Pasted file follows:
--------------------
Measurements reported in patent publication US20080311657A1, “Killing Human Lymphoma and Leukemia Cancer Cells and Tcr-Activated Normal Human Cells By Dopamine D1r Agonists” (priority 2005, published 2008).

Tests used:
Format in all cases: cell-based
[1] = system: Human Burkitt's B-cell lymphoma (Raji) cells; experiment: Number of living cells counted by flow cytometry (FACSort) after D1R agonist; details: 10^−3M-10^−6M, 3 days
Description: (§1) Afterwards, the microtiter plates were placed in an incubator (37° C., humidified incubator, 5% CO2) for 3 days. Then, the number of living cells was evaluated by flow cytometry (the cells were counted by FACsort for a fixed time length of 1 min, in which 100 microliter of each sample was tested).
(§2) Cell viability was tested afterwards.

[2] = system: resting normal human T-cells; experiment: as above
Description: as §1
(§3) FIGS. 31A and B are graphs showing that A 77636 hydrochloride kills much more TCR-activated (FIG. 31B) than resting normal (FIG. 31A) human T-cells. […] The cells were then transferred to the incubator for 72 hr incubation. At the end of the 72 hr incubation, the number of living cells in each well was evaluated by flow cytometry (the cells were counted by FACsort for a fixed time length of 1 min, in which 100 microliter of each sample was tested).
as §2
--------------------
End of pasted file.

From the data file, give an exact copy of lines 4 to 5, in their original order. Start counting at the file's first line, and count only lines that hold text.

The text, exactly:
[1] = system: Human Burkitt's B-cell lymphoma (Raji) cells; experiment: Number of living cells counted by flow cytometry (FACSort) after D1R agonist; details: 10^−3M-10^−6M, 3 days
Description: (§1) Afterwards, the microtiter plates were placed in an incubator (37° C., humidified incubator, 5% CO2) for 3 days. Then, the number of living cells was evaluated by flow cytometry (the cells were counted by FACsort for a fixed time length of 1 min, in which 100 microliter of each sample was tested).